On a scale of one to chocolate cake, how delicious is it? 7— very, very good, but honestly, I think I could make a healthier sweet potato dish that would quell the same cravings.
As I’ve mentioned before, I live in the South. Therefore, I eat grits. It’s pretty much a rule here, honestly. If you don’t eat them, the people at Waffle House give you dirty looks and your grandmother loudly talks about how she’ll have to make a special breakfast because ONE OF THE GRANDKIDS refuses to eat THE DELICIOUS GRITS that EVERYONE ELSE LOVES.
Of course, it helps that I, unlike my cousin— who is THAT GRANDKID WHO WON’T EAT GRITS— love grits. If you hate them, I promise it’s because you haven’t had them made right. A lot of people complain that they’re too watery or grainy— people, whoever is making you watery or grainy grits is doing it wrong, wrong, wrong. Give them another chance.
And, once you’ve accepted that grits can, indeed, be delicious, you should totally make this recipe. I got this from LifeInRecipes.com. Look at the picture below. Shrimp (one of the most protein dense foods on the planet) AND grits (as discussed, DELICIOUS)? Yes, please.
I was so, so excited to make this recipe, but was a little concerned— it seemed somewhat complex, and like it involved a lot of chopping. Truthfully, it didn’t. Basically, I diced up a tomato, cut some green onions, used frozen corn from a bag and pre-minced garlic. It took all of like…ten minutes. I even used frozen shrimp from the bag, making life even easier.
I used white cheddar and parmesan reggiano cheese because I didn’t have any asiago— if you hate shredding cheese or are lazy or just like white cheddar, you can buy it pre-shredded and bagged and it’d work just fine. Basically, you just need a slightly sharp cheese— so basic cheddar, mozzarella, or good ol’ Mexican Four Cheese Blend aren’t going to cut it. White cheddar, asagio, and the parmesan family can do the trick though.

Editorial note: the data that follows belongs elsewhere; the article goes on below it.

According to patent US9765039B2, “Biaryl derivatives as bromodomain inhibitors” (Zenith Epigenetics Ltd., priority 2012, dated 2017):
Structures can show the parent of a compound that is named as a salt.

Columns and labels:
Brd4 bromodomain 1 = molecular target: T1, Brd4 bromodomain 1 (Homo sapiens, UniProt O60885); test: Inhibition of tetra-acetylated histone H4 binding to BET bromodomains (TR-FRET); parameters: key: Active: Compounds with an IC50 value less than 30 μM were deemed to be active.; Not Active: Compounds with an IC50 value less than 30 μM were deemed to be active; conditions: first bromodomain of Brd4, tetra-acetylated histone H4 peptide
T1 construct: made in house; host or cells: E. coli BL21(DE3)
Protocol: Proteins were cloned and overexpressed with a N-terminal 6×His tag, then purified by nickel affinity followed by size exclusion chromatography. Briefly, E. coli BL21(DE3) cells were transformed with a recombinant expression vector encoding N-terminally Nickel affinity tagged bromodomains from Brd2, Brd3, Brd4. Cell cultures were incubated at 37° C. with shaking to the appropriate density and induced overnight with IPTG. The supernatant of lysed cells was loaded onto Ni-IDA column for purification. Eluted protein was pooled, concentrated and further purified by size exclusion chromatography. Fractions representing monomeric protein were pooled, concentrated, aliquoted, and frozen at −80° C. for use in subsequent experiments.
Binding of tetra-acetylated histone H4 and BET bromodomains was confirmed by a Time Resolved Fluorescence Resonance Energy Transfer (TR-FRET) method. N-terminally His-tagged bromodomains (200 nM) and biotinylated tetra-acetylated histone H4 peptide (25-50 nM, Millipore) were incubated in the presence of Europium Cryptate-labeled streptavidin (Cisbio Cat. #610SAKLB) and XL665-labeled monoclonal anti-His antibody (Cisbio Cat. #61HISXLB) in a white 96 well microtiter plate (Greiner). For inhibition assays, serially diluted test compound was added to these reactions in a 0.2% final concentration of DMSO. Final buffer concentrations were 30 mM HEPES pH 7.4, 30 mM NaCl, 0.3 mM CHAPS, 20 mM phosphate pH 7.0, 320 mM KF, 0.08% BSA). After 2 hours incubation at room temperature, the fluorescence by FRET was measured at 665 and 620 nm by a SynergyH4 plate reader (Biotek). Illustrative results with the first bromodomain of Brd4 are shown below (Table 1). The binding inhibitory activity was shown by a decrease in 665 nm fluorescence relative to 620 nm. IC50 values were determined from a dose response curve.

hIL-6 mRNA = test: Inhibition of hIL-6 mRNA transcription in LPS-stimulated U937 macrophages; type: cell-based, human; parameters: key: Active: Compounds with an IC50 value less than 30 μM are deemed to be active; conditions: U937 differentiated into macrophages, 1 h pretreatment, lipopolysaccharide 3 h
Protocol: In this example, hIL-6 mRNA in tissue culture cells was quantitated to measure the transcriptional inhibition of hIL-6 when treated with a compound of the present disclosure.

I also used my recipe for grits, but you can use your own. I’d advise against microwave grits, and suggest that you use half milk, half water to cook them to get a creamier texture (it’s worth it). I actually use a recipe that involves using one cup of half and half to two cups of water, which makes them ultra rich— but also means I eat less of them.
Anyhow, this was delicious. DELICIOUS. Stupidly delicious. Honestly, it was better than I expected— I actually got up and used my fork to scrape the tiny bit of remaining tasso sauce out of the pan when I was through. I didn’t follow the recipe exactly— I had just gotten back from working out and was in no mood for measuring— and it turned out fine. I think this baby would be impossible to mess up, honestly.
Would I make it again? Oh yeah, without doubt. I would actually make this again both for myself and for company— it’s different enough to be interesting to house guests, but not so crazy that they might hate it. It was super filling, too— I made asparagus as a side, but barely touched it. Fewer side dish needs is always a plus in my book.
Are they easy to make? It is way, way easier than it looks. If you can make a stir fry, you can make this. Hell, if you can’t make a stirfry…well. Stick to sandwiches, maybe. Or go learn. Either one.
Is it healthy? That sort of depends on your personal definition of “health.” Because I used half and half in the grits AND the tasso sauce, it was a fairly high fat meal. That said, it also involved whole grains*, lots of protein, and a good serving of vegetables. If you’re watching fat, it would be totally reasonable to make the grits without the half and half, but the tasso sauce really needs it.
On a scale of one to chocolate cake, how delicious is it? 8— really loved this! Seriously, MAKE IT. You won’t regret it.
*Not all grits are whole grain— look for “stone ground” grits, which usually are. I highly recommend a brand called Logan Turnpike Mill, which I buy at Whole Foods— though they’re a GA company, so I don’t know if they’re carried nationwide or just at my Whole Foods since they’re local. Stone ground grits take a little longer to cook, so I started the grits, THEN started dicing tomatos/onions/preparing the shrimp and sauce.